The New Hampshire Presidential Primary might not rank as a crucial early testing ground today were it not for three things. First, Yankee frugality. Second, an inspired change to the ballot. And third, a foolish comment by President Harry Truman.
New Hampshire’s primary election was then, as now, the first in the nation. No one intended it that way. Town leaders simply saw no reason to heat town halls twice for Town Meeting, so they held the primary at Town Meeting time.
NH Presidential Primary
Primaries had been around since the turn of the century. Reformers had then tried to replace backroom wheeling and dealing with direct democracy. But not many people paid attention to them.
Robert Upton, speaker of the New Hampshire House of Representatives, was upset the 1948 primary had gone almost unnoticed. And he had an idea to put the New Hampshire Presidential Primary on the map.
Upton drafted a bill to put the candidates’ names on the ballot instead of the unknown, uncommitted party representatives.
Gov. Sherman Adams expressed skepticism that it would make any difference, but he signed the bill into law anyway.
That year, Ohio Sen. Bob Taft was considered the Republican front-runner and President Harry Truman the likely Democratic candidate. But Truman’s popularity had plummeted, and he didn’t announce whether he would run for re-election.
Tennessee’s senator Estes Kefauver opposed Truman’s machine-style politics. He came to New Hampshire in early 1952 to challenge Truman. Kefauver went to town hall meetings, worked assembly lines and attended teas in people’s homes. He shook voters’ hands, remembered their names and sent them thank-you notes signed “Estes.”
His campaign found an old fire truck in Hooksett, rigged it up with lights and ran it up and down the streets of Manchester. Kefauver walked behind it, shaking hands.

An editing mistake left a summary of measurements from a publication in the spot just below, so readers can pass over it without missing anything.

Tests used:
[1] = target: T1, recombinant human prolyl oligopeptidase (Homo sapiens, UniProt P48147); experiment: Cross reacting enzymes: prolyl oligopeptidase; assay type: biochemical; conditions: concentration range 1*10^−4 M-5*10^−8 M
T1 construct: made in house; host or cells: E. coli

Reporters asked Truman at a news conference about Kefauver’s primary campaign. “All these primaries are just eyewash,” he replied.
The comment insulted New Hampshire voters.
“The primaries are indeed eyewash,” editorialized the Keene Sentinel. “They rest the bloodshot eyes of delegates who have been subjected to the pressures of machine politicians and allow them to see more clearly.”
Truman did decide to run in the primary that year. Despite a snowstorm, the energized voters came out to vote, doubling turnout over 1948.
Kefauver trounced Truman by nine points. On the Republican side, Gen. Dwight Eisenhower beat Taft soundly.
The two upsets made major national news, and the New Hampshire Presidential Primary was on the map.
Eight years later, Massachusetts Sen. John F. Kennedy understood the 1952 primary had ended one era of politics and begun another. He knew he had to win the state primaries. Otherwise, party bosses would shove him aside at the convention in Los Angeles.
Though a favorite son, he campaigned in the Kefauver style. He stopped at diners, tried out a dogsled and patted livestock. New Hampshire voters then rewarded him with a record 42,969 votes on March 8, 1960.
Kennedy went to the White House. Truman went back to Missouri.
This story was updated in 2022. Image of Manchester crowd By Ted Eytan from Washington, DC, USA – 2016.02.08 Presidential Primary, Manchester, NH USA 02669, CC BY-SA 2.0, https://commons.wikimedia.org/w/index.php?curid=58262174.